Security Council backs plan by war crimes tribunal to refer some cases to national courts
In a statement read out at an open meeting by Ambassador Jeremy Greenstock of the United Kingdom, the body’s current president, the Council said the plan was likely to be in practice the “best way” of allowing the UN International Criminal Tribunal for the former Yugoslavia (ICTY) to achieve its objective of completing all trial activities “at first instance” by 2008.
By today’s action, the Council reiterated its earlier stated understanding that the ICTY should concentrate its work on the prosecution and trial of the civilian, military and paramilitary leaders suspected of being responsible for serious violations of international humanitarian law committed in the territory of the former Yugoslavia since 1991, rather than on minor actors.
In order to facilitate the implementation of this policy, the Council invited countries and relevant international and regional organizations to contribute to the strengthening of national judicial systems of the States of the former Yugoslavia.
The Council also noted the ICTY’s recommendation to create a special chamber within the State Court of Bosnia and Herzegovina to deal with serious violations of international humanitarian law.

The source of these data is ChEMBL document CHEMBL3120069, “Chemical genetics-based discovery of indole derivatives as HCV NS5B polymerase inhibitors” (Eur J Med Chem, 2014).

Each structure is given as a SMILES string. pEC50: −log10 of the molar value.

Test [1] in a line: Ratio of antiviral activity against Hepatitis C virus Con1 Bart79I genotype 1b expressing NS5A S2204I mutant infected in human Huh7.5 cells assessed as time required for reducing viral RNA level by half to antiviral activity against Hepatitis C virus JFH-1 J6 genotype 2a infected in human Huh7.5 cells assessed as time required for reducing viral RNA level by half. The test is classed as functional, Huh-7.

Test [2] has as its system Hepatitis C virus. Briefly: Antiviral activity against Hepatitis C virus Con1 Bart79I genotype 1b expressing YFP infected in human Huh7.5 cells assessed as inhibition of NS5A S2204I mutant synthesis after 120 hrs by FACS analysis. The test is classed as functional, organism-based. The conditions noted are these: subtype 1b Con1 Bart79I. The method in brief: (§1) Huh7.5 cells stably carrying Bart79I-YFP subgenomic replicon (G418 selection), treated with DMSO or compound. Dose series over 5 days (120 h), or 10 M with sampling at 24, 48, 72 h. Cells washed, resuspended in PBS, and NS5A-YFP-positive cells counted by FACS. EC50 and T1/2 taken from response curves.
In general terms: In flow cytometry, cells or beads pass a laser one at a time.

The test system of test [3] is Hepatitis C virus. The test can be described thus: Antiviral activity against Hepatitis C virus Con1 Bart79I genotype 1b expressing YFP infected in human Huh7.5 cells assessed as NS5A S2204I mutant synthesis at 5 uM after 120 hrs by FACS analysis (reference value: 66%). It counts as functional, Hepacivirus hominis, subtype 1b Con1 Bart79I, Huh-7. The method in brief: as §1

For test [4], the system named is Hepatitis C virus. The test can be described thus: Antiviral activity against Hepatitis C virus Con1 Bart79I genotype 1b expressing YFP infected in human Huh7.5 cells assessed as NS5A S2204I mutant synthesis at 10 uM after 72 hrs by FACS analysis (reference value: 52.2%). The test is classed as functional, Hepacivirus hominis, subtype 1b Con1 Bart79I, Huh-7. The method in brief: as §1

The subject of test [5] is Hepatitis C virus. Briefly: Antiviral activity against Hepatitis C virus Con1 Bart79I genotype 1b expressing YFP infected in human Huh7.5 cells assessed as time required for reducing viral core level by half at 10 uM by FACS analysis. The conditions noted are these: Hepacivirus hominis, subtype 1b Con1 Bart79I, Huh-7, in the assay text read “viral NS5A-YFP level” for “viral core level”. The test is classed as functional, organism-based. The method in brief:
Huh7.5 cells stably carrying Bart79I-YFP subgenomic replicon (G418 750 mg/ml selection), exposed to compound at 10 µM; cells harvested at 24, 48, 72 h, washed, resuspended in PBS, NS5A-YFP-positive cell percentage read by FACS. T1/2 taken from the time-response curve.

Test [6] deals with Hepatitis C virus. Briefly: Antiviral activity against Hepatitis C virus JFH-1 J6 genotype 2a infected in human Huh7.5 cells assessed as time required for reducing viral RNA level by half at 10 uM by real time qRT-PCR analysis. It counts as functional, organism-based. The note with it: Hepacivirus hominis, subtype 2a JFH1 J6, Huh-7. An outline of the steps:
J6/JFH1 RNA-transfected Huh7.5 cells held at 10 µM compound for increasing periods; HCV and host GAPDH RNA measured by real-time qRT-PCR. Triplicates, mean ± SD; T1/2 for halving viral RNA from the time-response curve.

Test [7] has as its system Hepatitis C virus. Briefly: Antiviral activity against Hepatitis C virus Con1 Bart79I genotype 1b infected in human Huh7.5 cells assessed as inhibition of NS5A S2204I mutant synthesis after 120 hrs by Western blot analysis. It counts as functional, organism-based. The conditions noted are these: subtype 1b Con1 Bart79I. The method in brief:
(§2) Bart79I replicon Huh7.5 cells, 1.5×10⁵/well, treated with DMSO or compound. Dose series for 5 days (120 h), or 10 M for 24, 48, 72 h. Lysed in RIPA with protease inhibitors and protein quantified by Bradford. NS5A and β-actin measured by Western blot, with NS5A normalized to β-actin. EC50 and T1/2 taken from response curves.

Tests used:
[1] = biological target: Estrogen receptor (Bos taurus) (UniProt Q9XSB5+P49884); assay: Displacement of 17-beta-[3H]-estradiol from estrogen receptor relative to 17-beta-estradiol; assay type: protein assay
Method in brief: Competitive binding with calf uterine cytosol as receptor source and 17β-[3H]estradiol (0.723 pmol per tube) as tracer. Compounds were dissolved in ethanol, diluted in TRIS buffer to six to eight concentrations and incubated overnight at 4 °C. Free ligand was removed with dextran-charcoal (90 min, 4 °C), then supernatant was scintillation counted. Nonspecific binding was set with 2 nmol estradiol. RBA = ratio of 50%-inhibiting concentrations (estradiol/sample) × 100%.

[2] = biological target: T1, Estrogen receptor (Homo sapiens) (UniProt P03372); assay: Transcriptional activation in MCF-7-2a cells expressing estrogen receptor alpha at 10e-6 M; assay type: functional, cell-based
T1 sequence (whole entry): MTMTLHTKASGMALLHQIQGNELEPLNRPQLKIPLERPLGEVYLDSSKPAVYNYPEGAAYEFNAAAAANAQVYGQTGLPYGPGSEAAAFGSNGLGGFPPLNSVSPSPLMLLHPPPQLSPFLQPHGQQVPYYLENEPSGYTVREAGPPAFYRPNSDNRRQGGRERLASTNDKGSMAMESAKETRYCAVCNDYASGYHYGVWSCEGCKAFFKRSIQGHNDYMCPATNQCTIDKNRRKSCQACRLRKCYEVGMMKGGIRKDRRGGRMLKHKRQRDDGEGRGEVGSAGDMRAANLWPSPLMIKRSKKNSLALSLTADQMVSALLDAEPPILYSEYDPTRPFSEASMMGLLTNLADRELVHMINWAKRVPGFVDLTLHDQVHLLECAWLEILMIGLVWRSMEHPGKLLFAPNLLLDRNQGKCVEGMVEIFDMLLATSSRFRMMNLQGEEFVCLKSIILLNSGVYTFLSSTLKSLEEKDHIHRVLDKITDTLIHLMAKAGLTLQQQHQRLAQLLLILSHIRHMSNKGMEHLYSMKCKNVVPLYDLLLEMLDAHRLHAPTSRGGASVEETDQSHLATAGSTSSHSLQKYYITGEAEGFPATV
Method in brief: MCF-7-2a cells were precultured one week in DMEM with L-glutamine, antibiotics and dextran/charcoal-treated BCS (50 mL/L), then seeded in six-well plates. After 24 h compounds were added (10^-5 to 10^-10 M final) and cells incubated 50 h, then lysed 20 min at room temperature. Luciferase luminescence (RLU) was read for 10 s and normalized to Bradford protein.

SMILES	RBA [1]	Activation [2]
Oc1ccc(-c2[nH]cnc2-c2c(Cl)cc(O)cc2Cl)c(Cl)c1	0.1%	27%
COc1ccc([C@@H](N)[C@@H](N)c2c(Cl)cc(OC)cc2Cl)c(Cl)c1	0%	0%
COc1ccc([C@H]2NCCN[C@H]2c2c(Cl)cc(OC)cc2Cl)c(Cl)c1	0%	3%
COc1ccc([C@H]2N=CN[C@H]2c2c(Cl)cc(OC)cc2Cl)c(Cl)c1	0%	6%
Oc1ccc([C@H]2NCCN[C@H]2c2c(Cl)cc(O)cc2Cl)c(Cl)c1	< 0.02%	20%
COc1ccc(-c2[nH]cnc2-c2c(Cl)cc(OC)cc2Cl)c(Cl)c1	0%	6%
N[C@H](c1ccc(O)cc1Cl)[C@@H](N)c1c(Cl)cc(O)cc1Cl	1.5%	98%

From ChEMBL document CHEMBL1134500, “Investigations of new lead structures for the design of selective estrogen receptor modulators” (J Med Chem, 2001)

“The Security Council is ready to look constructively and positively at this matter when more details of the proposed arrangements are available,” said the statement, which came after the 15-nation body met behind closed doors for a briefing by the Tribunal’s President, Judge Claude Jorda, Prosecutor Carla Del Ponte, and Registrar Hans Holthuis.
“The Council also takes note of the intention of the ICTY to amend its rules of procedure and evidence in order to facilitate the referral of cases to competent national jurisdictions,” the statement said.
Speaking at a press conference later in the day, Judge Jorda said that he and his colleagues were pleased by the Council statement because it addressed many of the issues of concern to ICTY and, in particular, contained an endorsement of the plan to give countries responsibility for trying lower-level suspects.
The Council’s support was necessary, Judge Jorda noted, because it gave the Tribunal the legal, statutory, and regulatory means to revise its internal procedures to “delocalize” cases to national jurisdictions. Now other conditions had to be met, he said, adding that countries need to accept cases to try and have jurisdictions capable of trying them in accordance with international standards.